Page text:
The House of Representatives on Friday approved legislation that would codify actions deemed to discriminate against black people who have certain hair styles or textures — such as Afros or cornrows — as federal civil rights violations.
Fourteen Republicans joined 221 Democrats in supporting the Creating a Respectful and Open World for Natural Hair (CROWN) Act, sending it to an uncertain fate in the Senate. President Biden has expressed support for the measure.
“There are people in this society who think that because your hair is frizzy, it’s braided, it’s knotted, or it’s not slicked blonde and light brown, that you’re not somehow sort not worthy of access,” Rep. Bonnie Watson Coleman (D-NJ), the bill’s lead sponsor, told the House during debate. “Well, that’s discrimination.”
The measure asserts that racial discrimination can and does occur due to “long-standing racial and national prejudices and stereotypes associated with hair texture and style.”
“For example, people of African descent are routinely denied education and employment opportunities because they are adorned with natural or protective hairstyles in which the hair is tightly coiled or curled, or worn in locs, cornrows , twists, braids, Bantu knots or Afros,” the legislation reads.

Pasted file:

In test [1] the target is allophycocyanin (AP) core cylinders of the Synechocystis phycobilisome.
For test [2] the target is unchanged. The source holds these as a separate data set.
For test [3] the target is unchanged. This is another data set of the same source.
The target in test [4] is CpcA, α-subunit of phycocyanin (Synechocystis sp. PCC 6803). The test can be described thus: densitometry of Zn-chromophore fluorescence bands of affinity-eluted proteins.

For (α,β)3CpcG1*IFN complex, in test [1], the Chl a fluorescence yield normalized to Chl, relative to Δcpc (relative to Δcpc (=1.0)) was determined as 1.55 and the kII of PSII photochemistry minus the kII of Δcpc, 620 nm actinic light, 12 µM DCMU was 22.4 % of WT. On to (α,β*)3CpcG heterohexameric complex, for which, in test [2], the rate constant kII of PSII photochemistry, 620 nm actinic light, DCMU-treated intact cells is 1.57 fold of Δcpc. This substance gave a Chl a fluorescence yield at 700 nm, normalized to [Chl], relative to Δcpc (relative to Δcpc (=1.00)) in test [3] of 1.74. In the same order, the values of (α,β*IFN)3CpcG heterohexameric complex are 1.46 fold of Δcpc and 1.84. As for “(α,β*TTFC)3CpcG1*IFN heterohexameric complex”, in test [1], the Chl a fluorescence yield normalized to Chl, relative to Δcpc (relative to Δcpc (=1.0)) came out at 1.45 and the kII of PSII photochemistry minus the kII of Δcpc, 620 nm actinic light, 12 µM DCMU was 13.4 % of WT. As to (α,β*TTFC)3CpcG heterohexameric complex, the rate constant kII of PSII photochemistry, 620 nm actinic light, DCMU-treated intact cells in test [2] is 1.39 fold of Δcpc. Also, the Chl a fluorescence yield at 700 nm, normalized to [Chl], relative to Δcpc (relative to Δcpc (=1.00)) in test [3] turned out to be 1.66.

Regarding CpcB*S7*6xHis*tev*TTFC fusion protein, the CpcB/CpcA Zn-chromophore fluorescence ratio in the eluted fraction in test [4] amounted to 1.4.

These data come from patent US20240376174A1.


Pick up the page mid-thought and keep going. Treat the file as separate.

Coleman cited the case of New Jersey high school wrestler Andrew Johnson, who was forced to cut his dreadlocks in 2018 or forfeit his match.
“This bill is vitally important,” she said. “It’s important for young girls and young boys who have to cut their hair in the middle of a wrestling match in front of everyone because a white referee says your hair is inappropriate to compete in your match.”
Most Republicans called the legislation unnecessary, with Rep. Jim Jordan (R-Ohio) saying, “That’s what Democrats are focused on. Fourteen months of chaos and we’re doing a hair bill.
Democrats argued the bill was necessary because federal judges have dismissed civil rights cases on the grounds that current civil rights law does not directly cover discrimination based on hair. Several states have already passed similar measures to ban racial hair discrimination in employment, housing, education and the military.
Sen. Cory Booker (D-NJ), the bill’s lead sponsor in the Senate, touted its passage in the House, saying in a statement that the measure will allow everyone to “wear their hair proudly without fear or prejudice.”
“No one should be harassed, punished or fired for their natural hairstyles that are true to themselves and their cultural heritage,” he added.